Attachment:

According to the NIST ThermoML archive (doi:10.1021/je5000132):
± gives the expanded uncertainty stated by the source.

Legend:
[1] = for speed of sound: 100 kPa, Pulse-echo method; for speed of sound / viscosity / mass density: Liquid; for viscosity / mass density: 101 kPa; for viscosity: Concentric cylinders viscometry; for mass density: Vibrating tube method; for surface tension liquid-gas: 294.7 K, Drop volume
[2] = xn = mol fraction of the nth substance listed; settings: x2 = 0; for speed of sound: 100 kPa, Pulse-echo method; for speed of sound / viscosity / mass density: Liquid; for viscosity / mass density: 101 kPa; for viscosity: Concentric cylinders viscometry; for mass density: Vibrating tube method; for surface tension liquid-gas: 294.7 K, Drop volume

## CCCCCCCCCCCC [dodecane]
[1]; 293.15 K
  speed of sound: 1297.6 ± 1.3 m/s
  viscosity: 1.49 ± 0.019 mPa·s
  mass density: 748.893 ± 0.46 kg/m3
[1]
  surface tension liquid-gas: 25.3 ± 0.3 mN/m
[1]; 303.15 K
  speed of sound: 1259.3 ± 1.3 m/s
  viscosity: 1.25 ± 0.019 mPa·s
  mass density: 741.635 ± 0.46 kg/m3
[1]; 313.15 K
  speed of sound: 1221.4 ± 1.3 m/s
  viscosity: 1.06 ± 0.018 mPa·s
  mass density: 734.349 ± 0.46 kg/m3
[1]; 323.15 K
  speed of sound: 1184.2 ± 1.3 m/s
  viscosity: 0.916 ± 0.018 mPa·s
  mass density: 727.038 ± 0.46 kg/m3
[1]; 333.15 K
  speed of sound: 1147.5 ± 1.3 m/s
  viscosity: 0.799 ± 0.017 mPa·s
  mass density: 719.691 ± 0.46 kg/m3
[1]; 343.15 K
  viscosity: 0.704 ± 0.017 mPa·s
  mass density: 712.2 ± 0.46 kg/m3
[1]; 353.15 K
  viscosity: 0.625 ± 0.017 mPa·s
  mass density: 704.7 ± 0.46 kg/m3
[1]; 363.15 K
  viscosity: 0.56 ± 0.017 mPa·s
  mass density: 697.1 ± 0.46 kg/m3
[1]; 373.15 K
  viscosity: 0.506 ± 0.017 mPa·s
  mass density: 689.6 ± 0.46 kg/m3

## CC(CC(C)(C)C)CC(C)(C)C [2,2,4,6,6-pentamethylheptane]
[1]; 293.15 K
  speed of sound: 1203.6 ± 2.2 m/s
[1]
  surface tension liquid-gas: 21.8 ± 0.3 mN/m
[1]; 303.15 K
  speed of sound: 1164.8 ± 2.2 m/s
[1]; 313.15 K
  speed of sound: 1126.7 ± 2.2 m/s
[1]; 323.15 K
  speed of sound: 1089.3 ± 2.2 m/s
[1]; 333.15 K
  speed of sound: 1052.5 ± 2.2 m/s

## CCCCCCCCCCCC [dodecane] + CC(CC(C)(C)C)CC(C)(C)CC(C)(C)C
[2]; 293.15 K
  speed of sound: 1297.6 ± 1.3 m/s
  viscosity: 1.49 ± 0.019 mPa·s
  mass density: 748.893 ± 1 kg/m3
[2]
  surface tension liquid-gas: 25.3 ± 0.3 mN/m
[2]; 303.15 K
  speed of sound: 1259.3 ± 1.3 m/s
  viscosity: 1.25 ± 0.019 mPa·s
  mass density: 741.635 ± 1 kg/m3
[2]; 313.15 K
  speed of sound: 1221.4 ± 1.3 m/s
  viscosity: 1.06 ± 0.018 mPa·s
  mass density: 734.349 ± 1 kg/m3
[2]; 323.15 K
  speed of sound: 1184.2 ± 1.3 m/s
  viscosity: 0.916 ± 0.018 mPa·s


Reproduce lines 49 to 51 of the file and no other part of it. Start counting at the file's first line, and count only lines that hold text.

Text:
  speed of sound: 1126.7 ± 2.2 m/s
[1]; 323.15 K
  speed of sound: 1089.3 ± 2.2 m/s